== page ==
Small Business Mortgages
Setting up a mortgage for your small business
Business mortgage financing is often a necessary part of a small business start-up, as few entrepreneurs begin with the money they need to purchase a brick-and-mortar business site. A mortgage for a business is essentially a loan that is used to purchase a commercial property from a bank or institution, and the features of specific mortgages can vary greatly. However, all small business mortgages will require you to use your commercial premises as collateral for the loan.
Types of Small Business Mortgage Loans
Although business and residential mortgages share some common elements, there are aspects that differentiate small business mortgage loans from personal mortgages. To begin, a lender will consider how the property will be used and what kind of financial returns should be expected. The size of the property, the perceived risk to the lender and the market conditions will also be important issues to consider when structuring the mortgage deal.
The majority of business mortgage loans will require a monthly payment, but will also demand a "balloon" payment after a given time—a total payoff of the remaining amount of your loan. There are therefore two parts to a business mortgage loan: the "term" refers to the amount of time before the balloon payment is required, and the amortization is the length of the payment schedule. This type of business mortgage will be a shorter-term loan, and the low monthly payments will allow greater access to cash at the beginning of your small business venture.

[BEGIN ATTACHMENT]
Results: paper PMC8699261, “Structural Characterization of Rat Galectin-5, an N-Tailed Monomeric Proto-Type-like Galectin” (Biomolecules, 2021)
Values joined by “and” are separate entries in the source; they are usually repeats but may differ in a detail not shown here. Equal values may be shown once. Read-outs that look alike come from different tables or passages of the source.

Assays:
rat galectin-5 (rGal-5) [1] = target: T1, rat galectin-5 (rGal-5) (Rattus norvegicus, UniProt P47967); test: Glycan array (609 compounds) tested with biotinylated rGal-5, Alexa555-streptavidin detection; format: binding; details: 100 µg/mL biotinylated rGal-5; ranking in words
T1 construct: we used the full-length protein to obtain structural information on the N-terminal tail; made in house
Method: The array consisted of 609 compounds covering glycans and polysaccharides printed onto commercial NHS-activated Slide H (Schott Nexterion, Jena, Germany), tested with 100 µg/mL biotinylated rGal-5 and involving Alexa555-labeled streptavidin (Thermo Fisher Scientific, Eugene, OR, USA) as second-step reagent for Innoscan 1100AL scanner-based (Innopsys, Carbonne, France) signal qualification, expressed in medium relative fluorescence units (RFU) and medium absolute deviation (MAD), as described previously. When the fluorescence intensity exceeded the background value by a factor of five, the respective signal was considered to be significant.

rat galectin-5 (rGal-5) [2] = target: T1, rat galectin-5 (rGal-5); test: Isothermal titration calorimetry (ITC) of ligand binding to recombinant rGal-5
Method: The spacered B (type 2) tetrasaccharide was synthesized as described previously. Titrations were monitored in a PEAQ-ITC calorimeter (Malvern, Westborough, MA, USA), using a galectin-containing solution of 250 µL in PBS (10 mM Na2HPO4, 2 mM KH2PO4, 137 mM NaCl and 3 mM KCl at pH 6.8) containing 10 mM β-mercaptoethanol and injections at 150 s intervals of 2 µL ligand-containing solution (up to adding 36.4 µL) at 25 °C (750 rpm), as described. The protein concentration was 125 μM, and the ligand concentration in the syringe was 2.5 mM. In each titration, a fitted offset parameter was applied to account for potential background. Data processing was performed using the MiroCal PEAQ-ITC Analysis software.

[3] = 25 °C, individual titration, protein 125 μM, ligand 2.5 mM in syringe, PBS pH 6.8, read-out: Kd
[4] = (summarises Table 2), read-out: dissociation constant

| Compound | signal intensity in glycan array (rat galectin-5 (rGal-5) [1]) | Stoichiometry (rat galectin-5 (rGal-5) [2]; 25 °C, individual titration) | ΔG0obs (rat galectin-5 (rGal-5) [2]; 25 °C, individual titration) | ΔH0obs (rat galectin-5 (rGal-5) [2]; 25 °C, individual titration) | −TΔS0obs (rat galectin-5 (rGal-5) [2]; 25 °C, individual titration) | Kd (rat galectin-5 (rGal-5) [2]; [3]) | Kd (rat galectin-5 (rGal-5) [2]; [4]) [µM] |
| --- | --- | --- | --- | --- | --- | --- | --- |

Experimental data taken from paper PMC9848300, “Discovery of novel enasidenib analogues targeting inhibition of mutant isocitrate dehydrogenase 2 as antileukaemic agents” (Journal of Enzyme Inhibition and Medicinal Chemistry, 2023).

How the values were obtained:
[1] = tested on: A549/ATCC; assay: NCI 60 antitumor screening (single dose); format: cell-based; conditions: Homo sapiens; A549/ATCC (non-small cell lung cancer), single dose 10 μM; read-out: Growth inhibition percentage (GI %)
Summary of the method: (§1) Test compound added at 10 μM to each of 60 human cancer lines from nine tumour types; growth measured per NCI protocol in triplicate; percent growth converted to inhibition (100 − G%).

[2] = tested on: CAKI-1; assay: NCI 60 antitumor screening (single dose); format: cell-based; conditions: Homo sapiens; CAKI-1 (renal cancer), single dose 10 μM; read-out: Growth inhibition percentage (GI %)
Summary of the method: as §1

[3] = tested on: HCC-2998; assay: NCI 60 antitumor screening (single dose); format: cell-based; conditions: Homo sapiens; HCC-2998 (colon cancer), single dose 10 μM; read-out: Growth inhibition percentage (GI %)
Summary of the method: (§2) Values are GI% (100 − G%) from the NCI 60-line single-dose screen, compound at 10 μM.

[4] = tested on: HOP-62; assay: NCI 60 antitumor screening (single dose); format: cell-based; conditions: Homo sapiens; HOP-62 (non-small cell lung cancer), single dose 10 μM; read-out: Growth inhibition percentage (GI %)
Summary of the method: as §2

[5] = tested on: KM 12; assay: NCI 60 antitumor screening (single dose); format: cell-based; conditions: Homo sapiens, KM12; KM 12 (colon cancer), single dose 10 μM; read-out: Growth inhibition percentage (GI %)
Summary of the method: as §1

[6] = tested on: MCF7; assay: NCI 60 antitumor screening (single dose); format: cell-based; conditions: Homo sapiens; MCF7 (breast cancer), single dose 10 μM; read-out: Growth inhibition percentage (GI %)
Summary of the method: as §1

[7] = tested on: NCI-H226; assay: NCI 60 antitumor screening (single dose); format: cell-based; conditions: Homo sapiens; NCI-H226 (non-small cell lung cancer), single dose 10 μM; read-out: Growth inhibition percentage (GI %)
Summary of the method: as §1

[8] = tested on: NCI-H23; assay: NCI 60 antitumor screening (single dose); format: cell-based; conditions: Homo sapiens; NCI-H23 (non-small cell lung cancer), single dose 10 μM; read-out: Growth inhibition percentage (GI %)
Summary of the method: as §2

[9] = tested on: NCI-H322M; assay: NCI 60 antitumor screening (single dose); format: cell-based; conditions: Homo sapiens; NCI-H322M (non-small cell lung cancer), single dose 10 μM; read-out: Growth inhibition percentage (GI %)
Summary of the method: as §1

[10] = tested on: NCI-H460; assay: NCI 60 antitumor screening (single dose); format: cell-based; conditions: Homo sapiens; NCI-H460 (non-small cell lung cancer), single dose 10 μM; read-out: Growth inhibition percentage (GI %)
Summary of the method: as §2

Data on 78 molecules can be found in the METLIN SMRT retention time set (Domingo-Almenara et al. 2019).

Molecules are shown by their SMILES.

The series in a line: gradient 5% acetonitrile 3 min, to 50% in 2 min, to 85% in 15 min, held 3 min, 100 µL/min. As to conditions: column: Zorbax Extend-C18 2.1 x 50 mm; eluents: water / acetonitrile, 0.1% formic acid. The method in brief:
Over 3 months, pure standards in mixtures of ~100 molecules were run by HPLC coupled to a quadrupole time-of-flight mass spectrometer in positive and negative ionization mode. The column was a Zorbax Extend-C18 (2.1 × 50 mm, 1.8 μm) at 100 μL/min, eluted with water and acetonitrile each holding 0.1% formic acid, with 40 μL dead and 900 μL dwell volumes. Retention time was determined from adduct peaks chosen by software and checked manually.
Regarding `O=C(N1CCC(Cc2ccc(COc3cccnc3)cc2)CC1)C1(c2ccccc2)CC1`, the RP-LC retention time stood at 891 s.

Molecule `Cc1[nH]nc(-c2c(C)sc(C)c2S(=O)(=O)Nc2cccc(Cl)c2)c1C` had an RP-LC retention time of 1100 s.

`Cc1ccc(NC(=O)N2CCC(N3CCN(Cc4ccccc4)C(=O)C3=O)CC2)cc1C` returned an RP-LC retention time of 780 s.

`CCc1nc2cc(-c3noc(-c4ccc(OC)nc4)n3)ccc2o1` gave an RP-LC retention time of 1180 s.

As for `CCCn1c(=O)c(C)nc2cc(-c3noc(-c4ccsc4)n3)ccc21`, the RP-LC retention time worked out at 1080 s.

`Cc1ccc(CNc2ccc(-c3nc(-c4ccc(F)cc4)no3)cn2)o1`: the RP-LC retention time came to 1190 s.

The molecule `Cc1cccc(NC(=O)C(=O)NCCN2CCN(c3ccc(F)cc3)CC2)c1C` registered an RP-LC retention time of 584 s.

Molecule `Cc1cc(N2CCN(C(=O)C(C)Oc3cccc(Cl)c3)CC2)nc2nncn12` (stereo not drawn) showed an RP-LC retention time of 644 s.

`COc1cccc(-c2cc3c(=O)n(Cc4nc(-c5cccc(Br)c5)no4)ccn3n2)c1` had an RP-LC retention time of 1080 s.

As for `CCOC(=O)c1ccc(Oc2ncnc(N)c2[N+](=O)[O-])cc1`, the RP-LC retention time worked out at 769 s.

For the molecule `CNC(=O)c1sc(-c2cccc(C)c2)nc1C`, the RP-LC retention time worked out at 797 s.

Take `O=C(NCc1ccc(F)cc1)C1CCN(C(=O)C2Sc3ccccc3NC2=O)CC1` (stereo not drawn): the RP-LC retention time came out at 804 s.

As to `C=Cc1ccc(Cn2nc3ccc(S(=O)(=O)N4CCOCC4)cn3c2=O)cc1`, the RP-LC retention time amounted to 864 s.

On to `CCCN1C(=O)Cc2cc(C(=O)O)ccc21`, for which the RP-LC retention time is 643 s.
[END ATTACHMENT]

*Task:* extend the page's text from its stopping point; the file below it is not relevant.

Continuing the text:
Business mortgage interest rates and payment will depend on the specific mortgage plan you take on. As in the case of residential mortgages, there are fixed rate and variable rate mortgages for businesses. A fixed rate means that your interest rate will not change during the course of your mortgage term, while a variable rate is subject to the fluctuating market conditions. Additionally, there is an interest-only mortgage that allows you to pay only the interest on the loan for the first few years, which will allow for lower monthly payments while you get your business off the ground.
How to Apply for Business Mortgage Financing
As with other small business loans, your credit will determine the amount and the rate of the mortgage loan that you can obtain. Unlike a residential mortgage loan, your business mortgage financing will be based to some extent on what your business will be worth in the future, in addition to its current value. The right mortgage for your business will match your business aspirations and expectations—you may want to work with a business consultant and a commercial mortgage broker to construct a deal that will be affordable and helpful to your specific needs.